I think you need to bring more drama to Genlab Alpha than you do to Year Zero. I feel like the tight constraint of the Ark setting, matched to the Ark Threats and the ongoing Ark Projects, constantly generates great dramatic tension between PCs and the PC/NPC triangles of the relationship map. Meanwhile, the default Genlab Alpha setup is that reps from different tribes have come together to form the command cell of the insurgency. You have connections to your own tribe, but the GM has to make it good. In both my Genlab Alpha setups, I ended up with a pretty good selection of NPCs to start, but they’re scattered across the map, mostly waiting either for a visit to their habitats or for a failed roll, and maybe one of your “hates” shows up to make your life miserable.

A pure Genlab Alpha game after the end of the campaign seems like it would be either less rich, or less easy, than the same in Year Zero. The Genlab Alpha campaign is obviously, purposefully greasing the skids to pull animals and the new playbooks into Year Zero. In fact it would not surprise me at all if there are players who just skip the Genlab Alpha campaign and straight dump the tribes and playbooks into Year Zero. Going the other way — mutants invading Paradise Valley — seems like you have to give up a lot of the hot Zone-generating tech, and everything that grows out of that.

Useful? Need something different? I know I went on long here but I am such a fan of the series. And the zany-seeming material I think is a turnoff to the more serious-minded players out there. I don’t know what to say to that other than it works so, so well when you play it absolutely straight. Genlab Alpha, to its credit, does a really good job of explaining that it’s a fable and not a comedy, and I think anyone who’s read Watership Down or played Marshall Miller​’s The Warren will know exactly what this means.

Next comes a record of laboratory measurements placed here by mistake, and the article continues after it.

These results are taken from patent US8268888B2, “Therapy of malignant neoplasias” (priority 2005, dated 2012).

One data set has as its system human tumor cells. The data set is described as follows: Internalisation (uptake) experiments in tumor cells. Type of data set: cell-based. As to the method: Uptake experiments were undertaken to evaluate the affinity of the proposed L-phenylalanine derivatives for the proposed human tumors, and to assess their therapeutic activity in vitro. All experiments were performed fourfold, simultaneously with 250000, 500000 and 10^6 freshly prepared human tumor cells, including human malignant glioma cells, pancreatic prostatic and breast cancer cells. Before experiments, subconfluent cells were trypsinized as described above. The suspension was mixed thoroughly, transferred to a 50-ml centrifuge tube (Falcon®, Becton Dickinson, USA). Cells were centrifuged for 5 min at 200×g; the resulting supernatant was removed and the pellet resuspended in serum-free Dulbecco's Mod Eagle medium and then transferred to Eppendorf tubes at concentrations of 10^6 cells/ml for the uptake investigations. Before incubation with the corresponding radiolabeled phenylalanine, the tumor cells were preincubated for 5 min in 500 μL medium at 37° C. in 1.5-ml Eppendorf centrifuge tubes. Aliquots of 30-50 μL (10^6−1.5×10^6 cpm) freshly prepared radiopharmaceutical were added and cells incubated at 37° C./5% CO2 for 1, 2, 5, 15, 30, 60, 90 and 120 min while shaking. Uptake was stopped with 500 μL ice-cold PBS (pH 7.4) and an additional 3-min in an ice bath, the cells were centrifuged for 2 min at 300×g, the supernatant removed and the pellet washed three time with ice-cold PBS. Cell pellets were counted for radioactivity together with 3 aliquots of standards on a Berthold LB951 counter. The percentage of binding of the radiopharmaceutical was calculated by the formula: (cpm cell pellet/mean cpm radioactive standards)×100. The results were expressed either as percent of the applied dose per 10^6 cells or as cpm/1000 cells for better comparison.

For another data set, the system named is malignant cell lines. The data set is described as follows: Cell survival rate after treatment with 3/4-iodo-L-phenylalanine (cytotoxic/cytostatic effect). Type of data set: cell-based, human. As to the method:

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0 thoughts on “Mutant Series: Year Zero vs Genlab Alpha”

  1. So, to make sure I’m understanding it correctly, MY0 has more antagonistic relationships and you get dramatic conflict as a result of those. Genlab Alpha it seems like your relationships are primarily aligned and the tension comes from those relationships ending at the hands of the Watchers. I could see that being harder to serve up the Drama, although I’m sure there are asshole mutant animals just like there are asshole mutant people. Genlab Alpha would be heartbreaking in my hands.

  2. Yeah, you’ve got it right.

    When you make Genlab Alpha characters, you go through all the same kinds of questions that you did in Year Zero. But you’re not all living under the same roof. Your moose scavenger might have an “I hate the dog seer Armstrong 19, because he has seen my death in battle” and now Armstrong 19 is either gonna need to be a fellow insurgent (legit) or it’s only gonna come up when your scavenger goes to the Lodge. Or, maybe, Armstrong shows up as a failure consequence.

    It’s really fine when you are where your NPCs are, but since the XP schema relies on you fucking around with your hated NPC and helping your friendly NPC, I think advancement kind of stumbles a bit. Probably players will push to do things where their NPCs are if they need/want the XPs, but I haven’t seen that yet.